When Marvo and his magic ray made a girl disappear on the stage, that was entertainment, but when Marvo made Sir Hubert Harward vanish into thin air and demanded £100,000 to make him visible again, it was time for Steve Bradshaw to take a hand. Here is a mystery story with plenty of action, with a private detective hero you will want to read again, written in a crisp style that carries you along from the curious discovery of a dismembered wax dummy, through a series of baffling murders to the hard-punching climax.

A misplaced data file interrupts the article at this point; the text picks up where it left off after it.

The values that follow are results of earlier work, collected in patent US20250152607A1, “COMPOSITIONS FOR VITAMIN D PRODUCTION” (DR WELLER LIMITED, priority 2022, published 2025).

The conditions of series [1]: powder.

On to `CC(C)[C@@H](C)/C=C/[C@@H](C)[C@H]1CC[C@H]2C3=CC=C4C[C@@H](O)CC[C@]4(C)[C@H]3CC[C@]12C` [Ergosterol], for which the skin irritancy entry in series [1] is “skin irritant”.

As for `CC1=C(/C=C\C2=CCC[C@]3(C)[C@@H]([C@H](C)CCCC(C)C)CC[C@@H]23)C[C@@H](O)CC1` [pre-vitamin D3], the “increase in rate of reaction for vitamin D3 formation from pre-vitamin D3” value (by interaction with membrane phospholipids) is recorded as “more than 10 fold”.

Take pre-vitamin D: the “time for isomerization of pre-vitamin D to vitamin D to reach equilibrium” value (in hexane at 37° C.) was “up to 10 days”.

Without giving too much of the game away, Harward has staged his own disappearance because his company is about to collapse. I was about to ask why that kind of thing doesn't happen in real life, especially with the fat-cat bosses of companies that have caused the credit crunch with their reckless greed, but then I remembered the not-quite-the-same case of the guy who disappeared from his canoe and escaped to Panama. Which reminded me of a guy called Percy Griffith who was at one time the editor of The Magnet, home of Billy Bunter, who similarly skipped the country and disappeared off to South America owing money to many, including Bunter creator Charles Hamilton. Bunter has also been on my mind as I was asked to supply some pics. for an upcoming article in Saga and spent some time digging through old Howard Baker collections looking for suitable images. I get a lot of this kind of request. I think people must imagine I wouldn't know what to do if I suddenly found myself with some spare time.